“For us, that meant never pressuring women to look a certain way or remove or feel like they need to remove their body hair,” Gooley explains. “It was always positioning shaving as a choice — we wanted to be a brand all about more choices, no pressure.”
When Billie launched in 2017, the brand’s dedication to design and body-hair positivity spoke to women all over the U.S. Just three days in, Billie’s razors had sold to customers in all 50 states, and six months later, the brand’s Project Body Hair campaign also made a splash.
The campaign celebrated body hair and emphasized that shaving was a choice. It wasn’t a one-off push either, Gooley says, but the way that they wanted to represent women — and still do. That viral campaign landed Billie billions of impressions and international attention.
“We had people literally from all around the world writing to us,” Gooley recalls, “saying, ‘I’ve never seen body hair [in a campaign]. I can’t believe that all these razor companies had been shaving shaved legs. I didn’t even know that I wasn’t seeing [body hair] until you put it out there.'”
“Even a small underdog brand can make a big impact and change a category that’s a century old.”
Billie’s rapid growth “was a really exciting wave to ride,” Gooley notes. It also meant trying to keep up with everything, including having enough inventory on hand to sustain that demand — “all amazing problems to have,” Gooley says.
Still, despite the strong support at launch, some skeptics, particularly social media trolls, were put off by Billie’s body-hair acceptance.
“I’m always pretty surprised when people have such strong opinions about how other people look,” Gooley says.
Fortunately, the brand didn’t have to intervene much in those conversations; its evangelists were already on it. “We had such support from women all over the world that anytime people would say ‘body hair is disgusting and women need to look a certain way,’ [supporters] would just come in and defend our position, which is the same as their position,” Gooley says.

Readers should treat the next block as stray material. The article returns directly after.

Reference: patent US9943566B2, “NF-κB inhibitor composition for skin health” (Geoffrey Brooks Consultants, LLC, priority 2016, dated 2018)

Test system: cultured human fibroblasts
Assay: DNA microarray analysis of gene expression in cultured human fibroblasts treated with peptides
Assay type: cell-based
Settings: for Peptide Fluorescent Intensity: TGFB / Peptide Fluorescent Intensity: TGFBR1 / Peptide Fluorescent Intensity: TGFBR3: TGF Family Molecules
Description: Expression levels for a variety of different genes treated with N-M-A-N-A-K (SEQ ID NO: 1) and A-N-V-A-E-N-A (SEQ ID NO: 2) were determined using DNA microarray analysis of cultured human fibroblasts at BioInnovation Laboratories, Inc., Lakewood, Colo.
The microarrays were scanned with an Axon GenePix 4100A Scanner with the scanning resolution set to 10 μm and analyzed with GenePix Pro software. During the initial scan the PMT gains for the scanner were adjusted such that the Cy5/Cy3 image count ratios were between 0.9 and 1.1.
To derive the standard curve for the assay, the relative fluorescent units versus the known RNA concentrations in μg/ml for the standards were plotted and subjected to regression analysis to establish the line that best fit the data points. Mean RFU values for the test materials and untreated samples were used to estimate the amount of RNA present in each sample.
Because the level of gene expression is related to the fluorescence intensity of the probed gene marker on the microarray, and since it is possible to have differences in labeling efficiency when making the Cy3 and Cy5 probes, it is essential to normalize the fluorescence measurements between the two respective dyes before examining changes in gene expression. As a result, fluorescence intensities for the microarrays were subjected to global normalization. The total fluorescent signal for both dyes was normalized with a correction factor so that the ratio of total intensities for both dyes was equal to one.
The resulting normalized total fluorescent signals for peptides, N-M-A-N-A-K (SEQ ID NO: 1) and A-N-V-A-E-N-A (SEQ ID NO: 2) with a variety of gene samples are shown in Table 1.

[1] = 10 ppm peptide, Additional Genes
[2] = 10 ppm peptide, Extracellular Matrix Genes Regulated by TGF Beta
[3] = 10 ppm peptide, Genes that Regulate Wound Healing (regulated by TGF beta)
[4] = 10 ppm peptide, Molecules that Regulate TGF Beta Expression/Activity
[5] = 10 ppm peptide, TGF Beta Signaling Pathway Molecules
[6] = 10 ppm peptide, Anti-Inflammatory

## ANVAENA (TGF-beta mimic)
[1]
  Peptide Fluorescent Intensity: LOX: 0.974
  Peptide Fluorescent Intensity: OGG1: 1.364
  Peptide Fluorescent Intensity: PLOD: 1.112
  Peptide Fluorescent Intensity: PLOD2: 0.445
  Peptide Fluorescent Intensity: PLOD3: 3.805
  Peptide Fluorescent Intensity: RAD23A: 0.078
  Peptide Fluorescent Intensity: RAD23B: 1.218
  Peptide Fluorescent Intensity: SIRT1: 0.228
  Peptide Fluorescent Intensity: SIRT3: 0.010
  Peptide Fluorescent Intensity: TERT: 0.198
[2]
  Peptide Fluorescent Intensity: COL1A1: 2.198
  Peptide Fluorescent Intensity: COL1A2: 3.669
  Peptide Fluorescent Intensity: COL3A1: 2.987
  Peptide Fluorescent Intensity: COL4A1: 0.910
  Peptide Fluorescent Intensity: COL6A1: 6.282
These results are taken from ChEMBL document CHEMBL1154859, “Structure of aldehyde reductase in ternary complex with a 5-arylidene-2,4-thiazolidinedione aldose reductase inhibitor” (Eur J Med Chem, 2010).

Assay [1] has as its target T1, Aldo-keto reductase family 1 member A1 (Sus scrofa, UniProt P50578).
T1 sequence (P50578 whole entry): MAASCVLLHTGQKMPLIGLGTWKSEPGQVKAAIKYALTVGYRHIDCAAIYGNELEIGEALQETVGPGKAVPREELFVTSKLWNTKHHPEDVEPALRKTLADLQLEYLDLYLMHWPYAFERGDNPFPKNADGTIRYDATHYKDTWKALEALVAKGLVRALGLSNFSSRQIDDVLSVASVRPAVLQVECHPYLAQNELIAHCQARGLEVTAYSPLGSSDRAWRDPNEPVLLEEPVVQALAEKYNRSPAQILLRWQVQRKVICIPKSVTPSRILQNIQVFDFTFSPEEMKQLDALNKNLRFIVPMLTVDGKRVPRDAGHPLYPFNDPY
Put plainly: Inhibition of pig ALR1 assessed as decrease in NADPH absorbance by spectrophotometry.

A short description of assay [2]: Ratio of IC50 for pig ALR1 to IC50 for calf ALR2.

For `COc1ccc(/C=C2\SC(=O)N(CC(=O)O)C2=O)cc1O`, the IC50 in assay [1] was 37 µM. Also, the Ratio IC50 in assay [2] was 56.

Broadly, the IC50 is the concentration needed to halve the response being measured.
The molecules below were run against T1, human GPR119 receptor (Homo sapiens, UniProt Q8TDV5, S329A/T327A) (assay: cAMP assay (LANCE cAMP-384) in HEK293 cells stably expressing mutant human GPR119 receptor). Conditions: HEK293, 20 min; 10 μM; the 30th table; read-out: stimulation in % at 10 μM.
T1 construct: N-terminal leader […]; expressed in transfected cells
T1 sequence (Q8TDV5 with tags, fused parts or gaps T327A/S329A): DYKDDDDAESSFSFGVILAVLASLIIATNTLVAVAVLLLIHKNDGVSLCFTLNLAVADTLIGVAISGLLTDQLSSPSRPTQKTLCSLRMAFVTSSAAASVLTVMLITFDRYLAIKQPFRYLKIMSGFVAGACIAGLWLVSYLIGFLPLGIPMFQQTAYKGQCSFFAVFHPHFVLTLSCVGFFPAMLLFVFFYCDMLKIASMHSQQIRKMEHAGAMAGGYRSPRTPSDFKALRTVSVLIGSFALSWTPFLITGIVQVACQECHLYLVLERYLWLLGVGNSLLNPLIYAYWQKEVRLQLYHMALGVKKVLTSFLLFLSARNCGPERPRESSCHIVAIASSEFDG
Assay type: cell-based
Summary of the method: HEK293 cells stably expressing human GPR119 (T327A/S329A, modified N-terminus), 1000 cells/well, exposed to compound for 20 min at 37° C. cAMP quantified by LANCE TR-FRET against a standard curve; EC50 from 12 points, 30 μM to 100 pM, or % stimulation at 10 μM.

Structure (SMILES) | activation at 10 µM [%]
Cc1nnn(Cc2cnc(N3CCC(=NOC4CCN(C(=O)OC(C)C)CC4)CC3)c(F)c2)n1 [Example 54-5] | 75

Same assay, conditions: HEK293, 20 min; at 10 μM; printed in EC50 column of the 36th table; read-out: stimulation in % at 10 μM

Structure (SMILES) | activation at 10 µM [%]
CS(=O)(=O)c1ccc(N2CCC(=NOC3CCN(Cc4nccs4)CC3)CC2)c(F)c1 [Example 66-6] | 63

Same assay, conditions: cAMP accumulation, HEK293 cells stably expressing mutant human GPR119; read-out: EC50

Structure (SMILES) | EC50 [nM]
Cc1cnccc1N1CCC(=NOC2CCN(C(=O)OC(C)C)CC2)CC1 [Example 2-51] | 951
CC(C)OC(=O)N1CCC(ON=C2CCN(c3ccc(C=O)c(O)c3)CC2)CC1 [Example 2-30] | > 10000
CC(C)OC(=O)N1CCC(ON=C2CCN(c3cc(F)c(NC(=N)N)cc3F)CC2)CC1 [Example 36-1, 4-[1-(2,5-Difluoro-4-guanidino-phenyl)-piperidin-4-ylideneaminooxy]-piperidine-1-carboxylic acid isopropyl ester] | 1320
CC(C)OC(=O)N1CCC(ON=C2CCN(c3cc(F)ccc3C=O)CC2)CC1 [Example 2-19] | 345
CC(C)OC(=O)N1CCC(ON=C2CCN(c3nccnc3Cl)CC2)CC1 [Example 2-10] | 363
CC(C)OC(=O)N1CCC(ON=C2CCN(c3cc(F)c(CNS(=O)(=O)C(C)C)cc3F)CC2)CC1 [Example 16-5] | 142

Another interesting development came out of Billie’s push to normalize body hair too.
All of a sudden, legacy brands started to show body hair in their campaigns too, Gooley says: “That was probably the biggest win for us — because even a small underdog brand can make a big impact and change a category that’s a century old.”
Image credit: Courtesy of Billie
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“We want to celebrate the full spectrum of womankind…there are many beautiful ways that women can exist.”
The conversation around body hair has continued to move forward in the years since Billie’s rise to internet fame. “That’s the thing with representation,” Gooley says. “If you see it, it becomes more normalized, and it’s less of a surprise.”
“We always make sure that every photo shoot that we’re doing features women with and without body hair so that we’re normalizing both sides of the coin,” she adds.
Searches for “female body hair” increased by 319% since Billie launched five years ago, according to Google Trends. Additionally, Gooley points out that you can “walk by a billboard in Soho” and see women’s body hair on full display today — a sight that would’ve been far less likely just a few years back.
Through its campaigns, Billie continues to push for body-hair positivity, embracing the varied ways women choose to represent themselves and their contributions.
“We want to celebrate the full spectrum of womankind and show that we shouldn’t all be having to fit within [society’s] very specific box,” Gooley says. “Body hair was sort of the first foray into showing there are many beautiful ways that women can exist.”